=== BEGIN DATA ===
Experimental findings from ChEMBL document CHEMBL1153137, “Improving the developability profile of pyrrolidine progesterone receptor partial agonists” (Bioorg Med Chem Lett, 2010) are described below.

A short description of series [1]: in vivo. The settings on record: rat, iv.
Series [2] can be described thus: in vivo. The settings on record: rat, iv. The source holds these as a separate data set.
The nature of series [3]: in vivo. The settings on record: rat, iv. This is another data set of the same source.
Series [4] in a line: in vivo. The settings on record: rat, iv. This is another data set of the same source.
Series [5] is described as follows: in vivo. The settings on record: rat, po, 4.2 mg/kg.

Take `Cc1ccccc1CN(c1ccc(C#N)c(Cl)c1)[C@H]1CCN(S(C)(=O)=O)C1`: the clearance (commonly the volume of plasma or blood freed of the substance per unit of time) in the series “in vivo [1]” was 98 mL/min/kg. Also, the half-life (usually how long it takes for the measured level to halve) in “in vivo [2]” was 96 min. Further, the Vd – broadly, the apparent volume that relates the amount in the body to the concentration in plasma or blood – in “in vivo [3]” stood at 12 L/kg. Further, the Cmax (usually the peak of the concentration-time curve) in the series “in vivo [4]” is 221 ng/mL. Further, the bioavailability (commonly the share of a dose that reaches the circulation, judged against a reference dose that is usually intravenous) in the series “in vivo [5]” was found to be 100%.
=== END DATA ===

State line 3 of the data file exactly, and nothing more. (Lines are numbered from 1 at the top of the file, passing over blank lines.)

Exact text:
Series [2] can be described thus: in vivo. The settings on record: rat, iv. The source holds these as a separate data set.